A Melbourne-based company comprised of young, tenacious theatre-makers, Freshly Ground Theatre hits the stage this December with it’s latest premiere season; Affair Play. Running from the 9th to the 19th at the Mechanics Institute in Brunswick, audiences can expect a fast-paced, sharp, contemporary nod to the much- loved bedroom farce.
Ahead of the opening, We Know Melbourne had the opportunity to interview director Sam Floyd.
Where did you draw your inspiration from for the subject matter in Affair Play?
I’m turned on by a premise that brims with immediate conflict. That throws up a potent philosophical debate, boiled down into a cracking yarn. My imagination runs away with punchlines. The more I got to know the characters, the more I cared about them, the more the debate gained depth. For me the inspiration is the idea itself, and yields the more you unpack it.
One writes from experience, I believe it’s impossible not to. But I don’t write what I’d consider autobiographically. I take an observation and apply exorbitant imagination. Then craft is in exploring it every which way, then scrupulously shaping, distilling, and continuing to antagonise it.
It’s quite an intimate topic – what’s the dynamic like between the four of you, have there been any awkward moments in rehearsal?
We’re a tight unit. There’s an electric gelling of senses of humour. Freshly Ground Theatre co-producer Remy Coll and I have been working and drinking together since 2008. Director Max Barker and actress Anthea Greco have worked with us, now, on several productions and are key company fixtures. We’re thrilled to have found Lucy Norton, who completes our cast, through exhaustive auditions.
There’s been some getting to know each other, for those who weren’t already well acquainted. Awkward… but more fun than awkward, I think!
The themes have sparked the lively debates you’d expect, the ones we hope to hear over beers in the foyer afterwards. I take this as a sign that we are exploring salacious themes, and the team has their hearts and heads invested.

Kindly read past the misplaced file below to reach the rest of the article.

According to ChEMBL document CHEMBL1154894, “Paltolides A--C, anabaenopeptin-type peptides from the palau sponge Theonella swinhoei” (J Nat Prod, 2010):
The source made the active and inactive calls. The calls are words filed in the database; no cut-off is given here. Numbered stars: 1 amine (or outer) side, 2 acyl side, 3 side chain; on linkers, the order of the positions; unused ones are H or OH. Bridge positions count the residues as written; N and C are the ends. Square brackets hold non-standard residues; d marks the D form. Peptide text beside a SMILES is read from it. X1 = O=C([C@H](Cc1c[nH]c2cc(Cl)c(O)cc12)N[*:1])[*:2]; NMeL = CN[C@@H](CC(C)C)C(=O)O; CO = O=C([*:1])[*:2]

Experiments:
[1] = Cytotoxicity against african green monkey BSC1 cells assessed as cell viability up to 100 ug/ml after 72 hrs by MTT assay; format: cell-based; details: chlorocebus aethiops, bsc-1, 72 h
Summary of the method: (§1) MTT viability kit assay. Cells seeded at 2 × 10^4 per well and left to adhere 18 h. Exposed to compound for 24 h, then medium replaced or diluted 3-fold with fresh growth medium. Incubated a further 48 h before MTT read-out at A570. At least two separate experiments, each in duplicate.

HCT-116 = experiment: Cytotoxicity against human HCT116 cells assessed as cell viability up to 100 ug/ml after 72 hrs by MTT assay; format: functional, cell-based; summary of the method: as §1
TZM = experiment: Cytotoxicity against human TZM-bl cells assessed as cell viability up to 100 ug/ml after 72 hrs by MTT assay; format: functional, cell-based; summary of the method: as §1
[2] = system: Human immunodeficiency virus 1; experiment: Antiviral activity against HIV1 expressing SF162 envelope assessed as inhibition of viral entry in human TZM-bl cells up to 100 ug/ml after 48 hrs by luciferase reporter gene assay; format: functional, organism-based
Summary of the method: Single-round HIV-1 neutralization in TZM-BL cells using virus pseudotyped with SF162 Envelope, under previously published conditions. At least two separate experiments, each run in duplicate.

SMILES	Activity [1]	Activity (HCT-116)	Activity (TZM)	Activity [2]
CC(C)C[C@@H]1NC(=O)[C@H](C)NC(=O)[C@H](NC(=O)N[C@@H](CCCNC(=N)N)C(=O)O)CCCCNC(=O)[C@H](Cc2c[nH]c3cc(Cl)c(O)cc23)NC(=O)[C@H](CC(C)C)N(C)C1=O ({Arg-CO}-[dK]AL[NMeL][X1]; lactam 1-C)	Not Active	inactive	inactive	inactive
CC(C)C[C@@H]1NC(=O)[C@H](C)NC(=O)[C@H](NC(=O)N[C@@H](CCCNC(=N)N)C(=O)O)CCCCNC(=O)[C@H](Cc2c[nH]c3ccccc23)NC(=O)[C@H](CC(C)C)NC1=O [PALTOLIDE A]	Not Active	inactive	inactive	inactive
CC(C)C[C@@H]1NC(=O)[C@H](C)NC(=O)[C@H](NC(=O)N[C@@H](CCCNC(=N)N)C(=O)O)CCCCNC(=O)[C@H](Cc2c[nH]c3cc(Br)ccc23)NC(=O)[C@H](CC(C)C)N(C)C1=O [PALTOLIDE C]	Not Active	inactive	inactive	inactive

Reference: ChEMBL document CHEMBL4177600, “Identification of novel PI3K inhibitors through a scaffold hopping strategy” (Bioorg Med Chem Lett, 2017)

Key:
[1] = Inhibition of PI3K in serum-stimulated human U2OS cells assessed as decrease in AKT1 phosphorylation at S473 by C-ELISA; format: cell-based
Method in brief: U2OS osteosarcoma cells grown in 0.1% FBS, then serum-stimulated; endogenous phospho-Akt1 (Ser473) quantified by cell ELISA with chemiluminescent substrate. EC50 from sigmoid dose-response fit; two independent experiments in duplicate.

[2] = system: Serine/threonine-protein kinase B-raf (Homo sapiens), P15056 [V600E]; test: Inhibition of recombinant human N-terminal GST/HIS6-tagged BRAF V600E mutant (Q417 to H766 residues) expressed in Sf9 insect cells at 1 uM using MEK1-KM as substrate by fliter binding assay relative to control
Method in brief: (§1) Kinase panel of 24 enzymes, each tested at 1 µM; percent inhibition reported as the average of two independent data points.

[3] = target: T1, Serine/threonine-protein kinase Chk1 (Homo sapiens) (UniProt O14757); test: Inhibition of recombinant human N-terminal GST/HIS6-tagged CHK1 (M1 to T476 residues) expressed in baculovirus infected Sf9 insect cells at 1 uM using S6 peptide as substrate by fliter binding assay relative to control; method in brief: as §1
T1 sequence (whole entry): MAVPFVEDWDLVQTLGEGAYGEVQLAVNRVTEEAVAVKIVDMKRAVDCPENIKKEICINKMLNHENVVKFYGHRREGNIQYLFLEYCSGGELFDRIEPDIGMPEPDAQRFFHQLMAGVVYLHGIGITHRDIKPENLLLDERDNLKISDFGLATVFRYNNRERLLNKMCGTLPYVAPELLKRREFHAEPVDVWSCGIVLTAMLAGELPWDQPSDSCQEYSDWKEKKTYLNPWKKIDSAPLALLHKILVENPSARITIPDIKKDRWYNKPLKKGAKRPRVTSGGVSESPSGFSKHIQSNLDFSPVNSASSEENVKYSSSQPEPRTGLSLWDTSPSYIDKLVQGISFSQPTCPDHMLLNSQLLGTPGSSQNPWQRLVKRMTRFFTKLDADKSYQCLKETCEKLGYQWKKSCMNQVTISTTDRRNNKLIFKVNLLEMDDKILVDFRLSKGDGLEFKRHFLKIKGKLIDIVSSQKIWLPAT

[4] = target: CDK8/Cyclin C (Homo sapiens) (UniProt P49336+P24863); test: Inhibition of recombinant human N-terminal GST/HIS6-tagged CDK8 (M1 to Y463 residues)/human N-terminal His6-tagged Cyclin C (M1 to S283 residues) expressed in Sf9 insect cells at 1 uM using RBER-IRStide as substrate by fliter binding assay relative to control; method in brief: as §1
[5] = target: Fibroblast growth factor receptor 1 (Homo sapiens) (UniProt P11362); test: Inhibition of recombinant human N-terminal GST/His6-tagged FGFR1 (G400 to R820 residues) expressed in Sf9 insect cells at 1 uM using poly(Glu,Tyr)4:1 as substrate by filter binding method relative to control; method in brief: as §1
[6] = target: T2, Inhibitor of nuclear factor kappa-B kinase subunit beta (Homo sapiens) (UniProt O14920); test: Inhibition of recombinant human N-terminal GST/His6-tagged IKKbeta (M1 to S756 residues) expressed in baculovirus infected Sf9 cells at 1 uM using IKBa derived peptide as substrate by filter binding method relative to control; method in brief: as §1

Have you got a favourite scene you can share with us (without giving the game away)?
The play is one long scene. No time lapse, no blackout, all confined to a small apartment. Nowhere to run or hide.
You discover immediately that one affair is already on the boil. Another is on the brew. Not a “spoiler” really, this is what you’re signing up for.
The writer, listener and armchair behavioural analyst in me is endlessly fascinated by the link between what people want, and what they do; the gap between what they say, and what they mean. So, I most love the conversations that are pregnant with subtext, that fill us with uneasiness. They work to set up the catharsis of the climactic scenes, when the disastrous truth starts spilling out.
If you could explain Affair Play in 5 words only ….?
Disastrously perfect mess of impulses.
We’ve been told you are a veteran juggler, any tips for the first timers out there?
Yes. Order your priorities strangely, with the learning of impractical skills close to, preferably at, the top. Start early in life and focus on this instead of distractions like academic achievement or losing your virginity. And catch them. Catch the balls.
What’s next on the horizon for you, and Freshly Ground Theatre?
The Fumbling Bumblers, a brand new duo circus act comprised of myself and fellow jester Tom Davis (Long Answers to Simple Questions), are primed to make our mainstream debut at the first event clever enough to hire us.
I plan to unleash my busking act, The Uku-Lady, on Christmas shoppers. (The Uku-Lady nails vocally ambitious retro pop songs. “She” stops you with her stunning visage, then rivets you with charisma and a powerful, distinctive voice.) This is a youtube sensation waiting to happen. Weddings, funerals, children’s parties… find it on facebook.
I have screenwriting projects on the slate (I am studying this at RMIT). A feature, and a narrative comedy series.
I want Freshly Ground Theatre’s next project to be the fruits of collaboration from its inception. Achieve the fun of improvising in the rehearsal room from the get go, rather than slog away alone in a café (which I do enjoy, but within reason).
When: 9 – 19 December, 2015
Where: The Brunswick Mechanics Institute: 270 Sydney Rd, Brunswick